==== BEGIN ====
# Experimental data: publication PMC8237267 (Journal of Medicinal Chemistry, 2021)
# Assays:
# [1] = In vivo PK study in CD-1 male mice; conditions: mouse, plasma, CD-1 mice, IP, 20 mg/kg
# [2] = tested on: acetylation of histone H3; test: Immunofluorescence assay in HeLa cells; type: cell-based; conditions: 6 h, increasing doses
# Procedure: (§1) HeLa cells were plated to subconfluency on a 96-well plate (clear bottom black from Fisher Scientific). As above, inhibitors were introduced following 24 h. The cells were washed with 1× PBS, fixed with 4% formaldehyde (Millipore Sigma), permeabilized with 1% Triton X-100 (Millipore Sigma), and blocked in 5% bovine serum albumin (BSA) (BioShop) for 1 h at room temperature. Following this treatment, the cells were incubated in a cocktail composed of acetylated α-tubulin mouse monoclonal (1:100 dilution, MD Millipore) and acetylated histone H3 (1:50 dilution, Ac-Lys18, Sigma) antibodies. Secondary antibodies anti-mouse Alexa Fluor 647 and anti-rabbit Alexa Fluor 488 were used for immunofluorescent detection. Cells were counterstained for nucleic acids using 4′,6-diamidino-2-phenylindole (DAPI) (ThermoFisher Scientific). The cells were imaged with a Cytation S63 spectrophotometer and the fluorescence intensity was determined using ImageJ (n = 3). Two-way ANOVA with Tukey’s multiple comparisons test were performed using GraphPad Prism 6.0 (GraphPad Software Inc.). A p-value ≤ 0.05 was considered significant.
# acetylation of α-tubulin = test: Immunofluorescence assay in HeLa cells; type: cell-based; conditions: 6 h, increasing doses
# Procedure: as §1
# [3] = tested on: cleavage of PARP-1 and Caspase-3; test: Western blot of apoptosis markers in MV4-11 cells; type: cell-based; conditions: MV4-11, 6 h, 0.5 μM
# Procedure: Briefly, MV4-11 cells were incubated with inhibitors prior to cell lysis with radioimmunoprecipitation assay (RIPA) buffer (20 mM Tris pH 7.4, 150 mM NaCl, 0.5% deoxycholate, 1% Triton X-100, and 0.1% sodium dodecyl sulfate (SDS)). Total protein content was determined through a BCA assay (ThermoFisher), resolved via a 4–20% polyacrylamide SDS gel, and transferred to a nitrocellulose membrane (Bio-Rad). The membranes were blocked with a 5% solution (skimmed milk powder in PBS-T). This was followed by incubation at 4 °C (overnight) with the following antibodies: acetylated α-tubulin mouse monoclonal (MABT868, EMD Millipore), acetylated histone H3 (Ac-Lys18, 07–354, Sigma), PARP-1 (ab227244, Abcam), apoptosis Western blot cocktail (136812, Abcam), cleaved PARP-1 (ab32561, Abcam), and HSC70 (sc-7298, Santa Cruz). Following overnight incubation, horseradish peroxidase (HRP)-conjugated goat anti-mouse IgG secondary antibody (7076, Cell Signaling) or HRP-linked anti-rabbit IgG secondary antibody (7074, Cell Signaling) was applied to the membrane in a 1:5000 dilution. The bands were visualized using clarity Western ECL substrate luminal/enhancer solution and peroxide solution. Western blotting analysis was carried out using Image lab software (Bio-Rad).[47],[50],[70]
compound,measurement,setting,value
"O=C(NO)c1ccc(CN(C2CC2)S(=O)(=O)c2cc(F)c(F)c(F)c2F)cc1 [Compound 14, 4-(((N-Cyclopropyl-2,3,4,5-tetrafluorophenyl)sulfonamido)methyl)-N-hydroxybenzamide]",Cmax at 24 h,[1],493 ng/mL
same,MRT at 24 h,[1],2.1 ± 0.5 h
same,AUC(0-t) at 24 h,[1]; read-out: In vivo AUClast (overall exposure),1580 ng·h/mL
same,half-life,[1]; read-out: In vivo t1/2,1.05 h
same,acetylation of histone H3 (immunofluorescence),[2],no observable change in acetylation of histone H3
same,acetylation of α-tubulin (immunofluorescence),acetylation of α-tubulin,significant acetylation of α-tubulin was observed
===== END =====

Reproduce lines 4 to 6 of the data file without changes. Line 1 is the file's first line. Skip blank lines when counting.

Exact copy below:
# [2] = tested on: acetylation of histone H3; test: Immunofluorescence assay in HeLa cells; type: cell-based; conditions: 6 h, increasing doses
# Procedure: (§1) HeLa cells were plated to subconfluency on a 96-well plate (clear bottom black from Fisher Scientific). As above, inhibitors were introduced following 24 h. The cells were washed with 1× PBS, fixed with 4% formaldehyde (Millipore Sigma), permeabilized with 1% Triton X-100 (Millipore Sigma), and blocked in 5% bovine serum albumin (BSA) (BioShop) for 1 h at room temperature. Following this treatment, the cells were incubated in a cocktail composed of acetylated α-tubulin mouse monoclonal (1:100 dilution, MD Millipore) and acetylated histone H3 (1:50 dilution, Ac-Lys18, Sigma) antibodies. Secondary antibodies anti-mouse Alexa Fluor 647 and anti-rabbit Alexa Fluor 488 were used for immunofluorescent detection. Cells were counterstained for nucleic acids using 4′,6-diamidino-2-phenylindole (DAPI) (ThermoFisher Scientific). The cells were imaged with a Cytation S63 spectrophotometer and the fluorescence intensity was determined using ImageJ (n = 3). Two-way ANOVA with Tukey’s multiple comparisons test were performed using GraphPad Prism 6.0 (GraphPad Software Inc.). A p-value ≤ 0.05 was considered significant.
# acetylation of α-tubulin = test: Immunofluorescence assay in HeLa cells; type: cell-based; conditions: 6 h, increasing doses